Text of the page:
2019 WL 2578079
United States District Court, N.D. Alabama, Middle Division.
TAMERA JEAN PEACE, as Administrator of the Estate of Donald Ray Peace, Plaintiff,
KEITH ROCK, et al., Defendants.
Case No.: 4:18-cv-00041-ACA
ANNEMARIE CARNEY AXON, UNITED STATES DISTRICT JUDGE
MEMORANDUM OPINION AND ORDER
*1 This case is before the court on Plaintiff Tamara Jean Peace’s second renewed motion for default judgment against Defendant Berkeley Scrap Metal.1(Doc. 42). Ms. Peace filed suit against, among others, Berkeley Scrap Metal, for the wrongful death of Donald Ray Peace in a car accident with its employee, Keith Rock. (See generally Doc. 1-8 at 99–114). Ms. Peace asserted claims of negligence; wanton and reckless conduct; negligent, reckless, and/or wanton violations of the rules of the road; and negligent entrustment. (Id. at 108–10).
The court GRANTS IN PART and DENIES IN PART the second renewed motion for default judgment. Because the well-pleaded allegations and evidence submitted establish that Berkeley Scrap Metal is liable under a theory of respondeat superior for Keith Rock’s negligence, the court finds that Berkeley Scrap Metal is liable for negligence and GRANTS the motion as to that claim. But because Ms. Peace has abandoned her claim for wanton and reckless conduct, the court DENIES the motion for default judgment on that claim. The court DENIES the motion for default judgment on the claim of negligent, reckless, and/or wanton violations of the rules of the road because Ms. Peace failed to present any argument about that claim. Finally, the court DENIES the motion for a default judgment on the claim of negligent entrustment because Ms. Peace neither alleged nor presented evidence that Berkeley Scrap Metal had knowledge of Mr. Rock’s incompetence.
In her second renewed motion for a default judgment, Ms. Peace requested that the court award her $5,000,000 in punitive damages. (Doc. 42 at 10–11). Because the court cannot enter that award on the record currently before it, the court DEFERS RULING on the motion. The court will set a jury trial on damages by separate order.
A defaulting defendant “admits the plaintiff’s well-pleaded allegations of fact” for purposes of liability. Buchanan v. Bowman, 820 F.2d 359, 361 (11th Cir. 1987) (quotation marks omitted). Accordingly, for purposes of this motion for default judgment, the court takes as true the well-pleaded allegations of Ms. Peace’s amended complaint, as well as the supplemental evidence she submitted. See Fed. R. Civ. P. 55(b)(2)(C).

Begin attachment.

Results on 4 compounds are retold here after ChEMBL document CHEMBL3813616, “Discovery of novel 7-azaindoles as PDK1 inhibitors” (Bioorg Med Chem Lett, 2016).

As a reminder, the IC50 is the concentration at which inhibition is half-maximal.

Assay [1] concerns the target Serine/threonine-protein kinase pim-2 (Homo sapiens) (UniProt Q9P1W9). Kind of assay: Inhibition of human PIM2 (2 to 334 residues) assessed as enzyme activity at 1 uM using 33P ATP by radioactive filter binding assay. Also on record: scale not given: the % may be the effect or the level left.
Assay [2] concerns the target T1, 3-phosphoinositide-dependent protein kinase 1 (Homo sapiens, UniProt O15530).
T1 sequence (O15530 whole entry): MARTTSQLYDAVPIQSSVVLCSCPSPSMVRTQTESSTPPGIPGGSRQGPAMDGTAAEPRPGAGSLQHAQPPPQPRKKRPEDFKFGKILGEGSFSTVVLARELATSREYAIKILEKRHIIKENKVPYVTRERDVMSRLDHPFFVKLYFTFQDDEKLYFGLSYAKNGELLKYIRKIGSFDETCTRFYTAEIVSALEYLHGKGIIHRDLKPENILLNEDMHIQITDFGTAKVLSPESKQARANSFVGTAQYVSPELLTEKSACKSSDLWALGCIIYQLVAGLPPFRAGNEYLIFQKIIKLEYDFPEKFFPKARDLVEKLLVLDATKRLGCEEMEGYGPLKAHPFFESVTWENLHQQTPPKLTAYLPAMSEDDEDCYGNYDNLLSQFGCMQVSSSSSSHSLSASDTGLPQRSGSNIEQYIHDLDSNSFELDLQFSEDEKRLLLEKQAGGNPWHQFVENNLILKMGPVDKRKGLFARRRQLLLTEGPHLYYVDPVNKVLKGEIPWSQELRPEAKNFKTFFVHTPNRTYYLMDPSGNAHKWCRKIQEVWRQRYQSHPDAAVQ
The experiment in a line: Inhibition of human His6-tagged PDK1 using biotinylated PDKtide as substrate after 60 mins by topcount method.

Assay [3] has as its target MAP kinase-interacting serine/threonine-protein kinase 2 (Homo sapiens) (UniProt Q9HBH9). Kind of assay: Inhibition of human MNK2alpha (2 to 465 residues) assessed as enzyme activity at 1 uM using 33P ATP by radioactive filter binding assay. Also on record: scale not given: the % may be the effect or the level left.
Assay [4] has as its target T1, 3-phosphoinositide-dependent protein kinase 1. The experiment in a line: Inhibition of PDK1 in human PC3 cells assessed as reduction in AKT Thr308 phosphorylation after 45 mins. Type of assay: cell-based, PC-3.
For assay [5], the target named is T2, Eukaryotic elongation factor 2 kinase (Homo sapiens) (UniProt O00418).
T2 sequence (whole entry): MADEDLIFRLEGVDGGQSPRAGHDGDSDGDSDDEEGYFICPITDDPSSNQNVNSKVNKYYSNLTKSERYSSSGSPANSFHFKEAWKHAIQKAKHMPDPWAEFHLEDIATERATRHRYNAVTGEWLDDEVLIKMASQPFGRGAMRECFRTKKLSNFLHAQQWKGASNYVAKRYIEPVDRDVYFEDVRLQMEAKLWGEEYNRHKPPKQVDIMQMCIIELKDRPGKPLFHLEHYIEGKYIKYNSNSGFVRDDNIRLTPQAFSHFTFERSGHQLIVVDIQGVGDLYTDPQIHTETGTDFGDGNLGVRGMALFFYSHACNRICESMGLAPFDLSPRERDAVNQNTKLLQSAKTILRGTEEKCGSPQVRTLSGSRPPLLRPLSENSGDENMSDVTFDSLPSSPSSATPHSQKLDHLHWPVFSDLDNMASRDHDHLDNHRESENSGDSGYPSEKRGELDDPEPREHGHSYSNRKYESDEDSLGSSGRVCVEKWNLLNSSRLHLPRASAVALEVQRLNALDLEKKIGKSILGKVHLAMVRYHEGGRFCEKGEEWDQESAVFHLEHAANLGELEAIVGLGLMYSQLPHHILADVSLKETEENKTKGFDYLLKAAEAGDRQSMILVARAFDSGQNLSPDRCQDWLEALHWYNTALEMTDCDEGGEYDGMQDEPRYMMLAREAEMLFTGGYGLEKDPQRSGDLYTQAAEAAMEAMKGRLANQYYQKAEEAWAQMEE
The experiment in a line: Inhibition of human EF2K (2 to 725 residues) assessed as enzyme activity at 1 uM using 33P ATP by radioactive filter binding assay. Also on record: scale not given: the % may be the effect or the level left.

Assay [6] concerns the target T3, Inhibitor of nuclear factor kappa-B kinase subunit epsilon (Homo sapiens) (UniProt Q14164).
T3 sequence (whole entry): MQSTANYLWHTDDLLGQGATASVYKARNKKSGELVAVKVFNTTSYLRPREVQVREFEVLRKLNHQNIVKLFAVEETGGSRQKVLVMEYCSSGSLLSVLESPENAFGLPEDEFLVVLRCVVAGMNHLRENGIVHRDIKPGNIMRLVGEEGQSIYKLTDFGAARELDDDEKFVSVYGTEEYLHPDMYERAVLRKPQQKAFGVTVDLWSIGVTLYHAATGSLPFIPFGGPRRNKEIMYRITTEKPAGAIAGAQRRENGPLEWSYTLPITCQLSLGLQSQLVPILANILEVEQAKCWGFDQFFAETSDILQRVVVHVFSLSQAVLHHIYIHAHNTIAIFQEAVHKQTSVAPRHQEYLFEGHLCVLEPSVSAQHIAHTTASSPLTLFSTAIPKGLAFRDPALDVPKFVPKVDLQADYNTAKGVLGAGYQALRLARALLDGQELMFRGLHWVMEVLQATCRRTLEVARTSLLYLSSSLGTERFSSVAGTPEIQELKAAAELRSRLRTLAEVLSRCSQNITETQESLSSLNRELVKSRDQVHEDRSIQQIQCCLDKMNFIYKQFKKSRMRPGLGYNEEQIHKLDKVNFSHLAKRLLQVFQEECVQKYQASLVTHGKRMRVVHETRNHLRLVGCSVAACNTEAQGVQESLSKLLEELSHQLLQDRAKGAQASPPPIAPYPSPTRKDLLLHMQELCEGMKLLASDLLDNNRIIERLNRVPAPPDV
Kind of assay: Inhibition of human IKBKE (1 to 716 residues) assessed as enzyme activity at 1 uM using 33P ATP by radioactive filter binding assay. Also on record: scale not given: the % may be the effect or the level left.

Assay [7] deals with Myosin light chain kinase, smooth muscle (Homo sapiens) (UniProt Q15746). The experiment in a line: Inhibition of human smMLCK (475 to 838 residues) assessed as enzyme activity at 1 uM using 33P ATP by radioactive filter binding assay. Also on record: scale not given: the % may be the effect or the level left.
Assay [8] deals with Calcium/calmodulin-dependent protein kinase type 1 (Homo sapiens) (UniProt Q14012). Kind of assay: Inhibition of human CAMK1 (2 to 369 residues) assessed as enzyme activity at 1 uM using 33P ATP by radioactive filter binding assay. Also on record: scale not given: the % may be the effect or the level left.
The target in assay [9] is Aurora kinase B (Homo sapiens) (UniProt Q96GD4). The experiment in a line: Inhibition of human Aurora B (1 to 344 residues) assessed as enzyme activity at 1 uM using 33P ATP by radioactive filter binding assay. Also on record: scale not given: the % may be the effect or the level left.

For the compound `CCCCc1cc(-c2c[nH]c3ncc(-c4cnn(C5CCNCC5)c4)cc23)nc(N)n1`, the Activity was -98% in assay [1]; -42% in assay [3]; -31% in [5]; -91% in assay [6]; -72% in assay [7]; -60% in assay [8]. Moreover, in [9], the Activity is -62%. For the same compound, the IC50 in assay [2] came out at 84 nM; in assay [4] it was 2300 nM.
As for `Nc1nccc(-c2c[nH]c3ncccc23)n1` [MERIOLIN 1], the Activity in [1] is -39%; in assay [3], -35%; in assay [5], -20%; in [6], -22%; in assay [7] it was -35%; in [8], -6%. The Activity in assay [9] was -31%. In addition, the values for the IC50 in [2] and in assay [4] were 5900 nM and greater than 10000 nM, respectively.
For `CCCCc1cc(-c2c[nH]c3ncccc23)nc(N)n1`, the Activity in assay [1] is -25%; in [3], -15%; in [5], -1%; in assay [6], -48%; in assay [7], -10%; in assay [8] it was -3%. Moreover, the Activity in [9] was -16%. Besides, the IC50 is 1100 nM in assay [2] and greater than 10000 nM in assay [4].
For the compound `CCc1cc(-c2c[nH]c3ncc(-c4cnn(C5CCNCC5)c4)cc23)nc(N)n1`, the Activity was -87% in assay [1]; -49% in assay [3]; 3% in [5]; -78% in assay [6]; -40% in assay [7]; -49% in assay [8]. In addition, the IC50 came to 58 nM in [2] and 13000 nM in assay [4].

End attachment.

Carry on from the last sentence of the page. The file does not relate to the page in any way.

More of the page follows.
On May 23, 2017, Mr. Rock drove a trailer owned by Berkeley Scrap Metal to Alabama to pick up a load of scrap aluminum that Berkeley Scrap Metal had hired him to transport. (Doc. 1-8 at 105 ¶ 11, 106 ¶ 14; Doc. 42-1 at 15–17, 26). Mr. Rock arrived at the business to pick up the load around 3:00 a.m. (Doc. 42-1 at 25). Believing that he needed to turn the tractor-trailer around, Mr. Rock continued driving past the business until he found a side street. (Id.). In an attempt to turn the truck around, he blocked both the northbound and southbound lanes of a highway. (Doc. 1-8 at 105 ¶ 10; Doc. 42-1 at 27). Mr. Peace then drove into the side of the tractor-trailer. (Doc. 1-8 at 105 ¶ 10; Doc. 42-1 at 28). Mr. Peace eventually died from the injuries he sustained in the crash. (Doc. 1-8 at 105 ¶ 10).
*2 Before the crash, Mr. Rock had had his commercial driver’s license suspended “[m]aybe three times” for failure to pay fines. (Doc. 42-1 at 4–5). He also has two convictions for drug trafficking and one for his trailer missing a VIN plate. (Doc. 42-1 at 5–6).
Ms. Peace, as the administrator of Mr. Peace’s estate, filed this lawsuit against several defendants, asserting state law claims for negligence; wanton and reckless conduct; negligent, reckless, and/or wanton violations of the rules of the road; and negligent entrustment. (Doc. 1-8 at 108–110). All of the defendants except Berkeley Scrap Metal appeared, and Ms. Peace dismissed all of the claims against those defendants with prejudice. (Doc. 40). Berkeley Scrap Metal, however, has not appeared, and on July 9, 2018, the Clerk entered default against it. (Doc. 24). Ms. Peace now moves for a default judgment against Berkeley Scrap Metal. (Doc. 36).
Federal Rule of Civil Procedure 55 establishes a two-step procedure for obtaining a default judgment. First, when a defendant fails to plead or otherwise defend a lawsuit, the Clerk of Court must enter the party’s default. Fed. R. Civ. P. 55(a). Second, if the defendant is not an infant or an incompetent person, the court may enter a default judgment against the defendant as long as the well-pleaded allegations in the complaint state a claim for relief. Fed. R. Civ. P. 55(b); Nishimatsu Contr. Co. v. Houston Nat’l Bank, 515 F.2d 1200, 1206 (5th Cir. 1975).2
Here, Ms. Peace has obtained from the Clerk an entry of default against Berkeley Scrap Metal, so she has satisfied the first step of the procedure. The court must now determine whether the well-pleaded allegations and evidence submitted in support of default judgment establish that Berkeley Scrap Metal is liable for negligence; wanton and reckless conduct; negligent, reckless, and/or wanton violations of the rules of the road; and negligent entrustment.